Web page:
Balanchine’s perception of body shape conditioned countless dancers to believe that they must shrink their body size to be deemed beautiful and successful. Unfortunately, this mindset continues to exist today in the dance community.
Enforcing Body Ideals: The “Fat Talk”
For those of you that may not know, in the dancer community, the phrase “fat talk” is often used to describe a scenario when a dancer is reprimanded for their body size by someone in a position of power, such as an artistic director, rehearsal director, or coach.
Sometimes this conversation is followed by a threat of being taken off stage, pay deduction, or possible termination. Other times, leadership may try to incentivize the dancer by promising to cast the dancer in better roles or give them a promotion.
Either way, this exchange happens often enough that it has become coined as having the “fat talk” – likely occuring far more frequently than most dancers recognize, causing significant harm to their physical, mental, and emotional well-being.
As we have seen, there are deep rooted norms that have been established throughout the dance community that significantly impacts dancers. Among the information noted, there are more risk factors that can contribute to increased risks for dancers to develop eating disorders.
Eating Disorder Risk Factors that Are Present in Ballet
Weight Stigma & Appearance Ideal Internalization
As discussed above, weight stigma and internalization of body ideals heavily influence ballet dancers’ day to day interactions. Reflecting on my own experience as a dancer, it often seems that dancers remain oblivious to the weight stigma and anti-fat bias that envelop them daily.
Perfectionism is built into the training of ballet dancers. Often, dancers spend 20+ hours a week working to perfect their movement and are constantly being corrected and critiqued. It is often encouraged for dancers to have an inner dialogue of constant corrective action and always pushing to achieve perfection in everything they do in the studio. It is no surprise that this will spill over into other areas of life such as academics, relationships, and body image.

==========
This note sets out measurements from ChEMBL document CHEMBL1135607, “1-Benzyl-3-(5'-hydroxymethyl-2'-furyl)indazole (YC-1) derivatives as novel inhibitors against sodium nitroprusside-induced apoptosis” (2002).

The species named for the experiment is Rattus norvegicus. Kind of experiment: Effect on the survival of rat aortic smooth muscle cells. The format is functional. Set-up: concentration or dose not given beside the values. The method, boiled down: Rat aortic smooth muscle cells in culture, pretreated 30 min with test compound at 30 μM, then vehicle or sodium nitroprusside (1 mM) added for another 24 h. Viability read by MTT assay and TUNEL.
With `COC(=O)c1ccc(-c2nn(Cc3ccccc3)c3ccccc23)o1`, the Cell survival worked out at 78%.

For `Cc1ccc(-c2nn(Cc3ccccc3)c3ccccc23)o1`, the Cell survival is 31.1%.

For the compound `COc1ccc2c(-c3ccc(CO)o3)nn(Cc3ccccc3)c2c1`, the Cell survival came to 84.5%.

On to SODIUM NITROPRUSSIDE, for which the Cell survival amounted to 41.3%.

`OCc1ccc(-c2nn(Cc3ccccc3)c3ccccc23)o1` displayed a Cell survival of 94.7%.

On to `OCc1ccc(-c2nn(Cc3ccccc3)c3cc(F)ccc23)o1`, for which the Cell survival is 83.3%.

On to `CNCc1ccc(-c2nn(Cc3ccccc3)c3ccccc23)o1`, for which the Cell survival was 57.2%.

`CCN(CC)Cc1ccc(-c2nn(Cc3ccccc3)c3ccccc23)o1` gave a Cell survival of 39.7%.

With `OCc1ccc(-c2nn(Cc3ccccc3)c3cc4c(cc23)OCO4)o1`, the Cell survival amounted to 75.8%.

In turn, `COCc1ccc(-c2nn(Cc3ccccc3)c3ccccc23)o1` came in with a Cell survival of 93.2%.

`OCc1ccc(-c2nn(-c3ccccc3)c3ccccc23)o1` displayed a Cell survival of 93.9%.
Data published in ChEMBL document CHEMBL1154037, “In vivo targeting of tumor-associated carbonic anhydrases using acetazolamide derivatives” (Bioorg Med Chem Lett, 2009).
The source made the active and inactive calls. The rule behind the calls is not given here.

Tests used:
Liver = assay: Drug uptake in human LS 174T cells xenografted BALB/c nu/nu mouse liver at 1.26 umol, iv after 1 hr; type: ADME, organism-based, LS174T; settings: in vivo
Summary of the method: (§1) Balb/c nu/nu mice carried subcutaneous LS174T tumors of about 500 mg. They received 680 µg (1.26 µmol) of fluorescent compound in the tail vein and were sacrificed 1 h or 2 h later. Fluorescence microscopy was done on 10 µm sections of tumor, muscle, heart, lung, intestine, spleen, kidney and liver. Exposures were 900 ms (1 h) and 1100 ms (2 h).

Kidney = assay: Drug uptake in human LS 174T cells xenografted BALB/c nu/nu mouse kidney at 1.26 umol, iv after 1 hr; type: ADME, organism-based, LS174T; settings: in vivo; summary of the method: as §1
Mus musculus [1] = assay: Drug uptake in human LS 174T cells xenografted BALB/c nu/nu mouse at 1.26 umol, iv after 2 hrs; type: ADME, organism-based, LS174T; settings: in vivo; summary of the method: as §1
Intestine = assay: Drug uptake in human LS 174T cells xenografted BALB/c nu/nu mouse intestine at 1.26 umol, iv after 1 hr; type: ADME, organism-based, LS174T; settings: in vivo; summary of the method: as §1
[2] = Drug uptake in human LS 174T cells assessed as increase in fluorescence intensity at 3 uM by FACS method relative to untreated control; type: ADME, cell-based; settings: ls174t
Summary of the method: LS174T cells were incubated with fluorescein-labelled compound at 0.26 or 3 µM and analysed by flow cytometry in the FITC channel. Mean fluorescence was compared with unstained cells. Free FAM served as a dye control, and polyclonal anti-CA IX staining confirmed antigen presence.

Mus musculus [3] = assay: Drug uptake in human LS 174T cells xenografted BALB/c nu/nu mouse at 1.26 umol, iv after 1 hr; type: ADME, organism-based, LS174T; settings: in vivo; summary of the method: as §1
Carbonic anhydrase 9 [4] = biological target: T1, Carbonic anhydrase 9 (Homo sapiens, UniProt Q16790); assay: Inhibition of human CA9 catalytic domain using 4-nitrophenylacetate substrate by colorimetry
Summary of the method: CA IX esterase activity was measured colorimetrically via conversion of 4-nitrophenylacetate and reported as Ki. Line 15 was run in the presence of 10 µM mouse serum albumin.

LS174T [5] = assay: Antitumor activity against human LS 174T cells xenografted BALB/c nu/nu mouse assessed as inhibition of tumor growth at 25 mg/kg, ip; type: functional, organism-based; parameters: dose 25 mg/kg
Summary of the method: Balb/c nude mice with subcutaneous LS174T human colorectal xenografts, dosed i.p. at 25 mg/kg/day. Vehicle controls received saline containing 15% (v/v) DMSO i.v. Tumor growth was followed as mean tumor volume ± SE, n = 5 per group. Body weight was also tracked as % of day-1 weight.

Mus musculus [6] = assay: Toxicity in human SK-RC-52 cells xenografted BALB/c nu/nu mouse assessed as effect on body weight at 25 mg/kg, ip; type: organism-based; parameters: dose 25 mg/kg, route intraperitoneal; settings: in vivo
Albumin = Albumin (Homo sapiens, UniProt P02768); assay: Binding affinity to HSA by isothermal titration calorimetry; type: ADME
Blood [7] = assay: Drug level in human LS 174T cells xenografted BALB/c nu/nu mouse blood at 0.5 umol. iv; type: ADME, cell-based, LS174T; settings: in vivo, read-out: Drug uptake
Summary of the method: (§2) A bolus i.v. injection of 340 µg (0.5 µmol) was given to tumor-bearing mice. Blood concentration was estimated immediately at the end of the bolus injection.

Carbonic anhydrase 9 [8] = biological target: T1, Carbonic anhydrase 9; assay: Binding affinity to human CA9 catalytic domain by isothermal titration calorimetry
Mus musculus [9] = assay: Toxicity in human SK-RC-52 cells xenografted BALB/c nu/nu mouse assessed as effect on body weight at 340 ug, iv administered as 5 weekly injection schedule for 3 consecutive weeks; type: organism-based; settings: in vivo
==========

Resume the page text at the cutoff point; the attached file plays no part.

Body Image Dissatisfaction
Dance studios are filled with mirrors, which teachers encourage dancers to use daily as a tool to self-correct and critique. Using the mirror as a tool can quickly change from having good intentions of becoming a better dancer to picking apart perceived flaws in not only dancing but in body size and appearance.
These are only a few among many, that stick out as main contributors I’ve experienced and have witnessed throughout my life as a dancer. For more information on risk factors, please visit, https://www.allianceforeatingdisorders.com/.
As we conclude, I want to reiterate why this is such an important conversation to have.
These unattainable standards are damaging to a dancer’s physical, emotional, and mental health. I know this because it has happened to me, and I don’t think it has to continue doing so. But it would be naïve to think that ballet can and will change at any point soon; the thin ideal is engrained in the very foundation of ballet! So, I’m writing this now to try to share that WE are not the problem, and I know how it feels to be told you are not worthy to do something because of your size. If this resonates with you, please know there is support for you.
If you are struggling in your relationship with food and would like to learn more about resources and support, we invite you to reach out.
Our Dietitian team at Reclaim Nutrition would love to support you on your journey to food freedom, body image healing and eating disorder recovery.
We are here, if you should need it!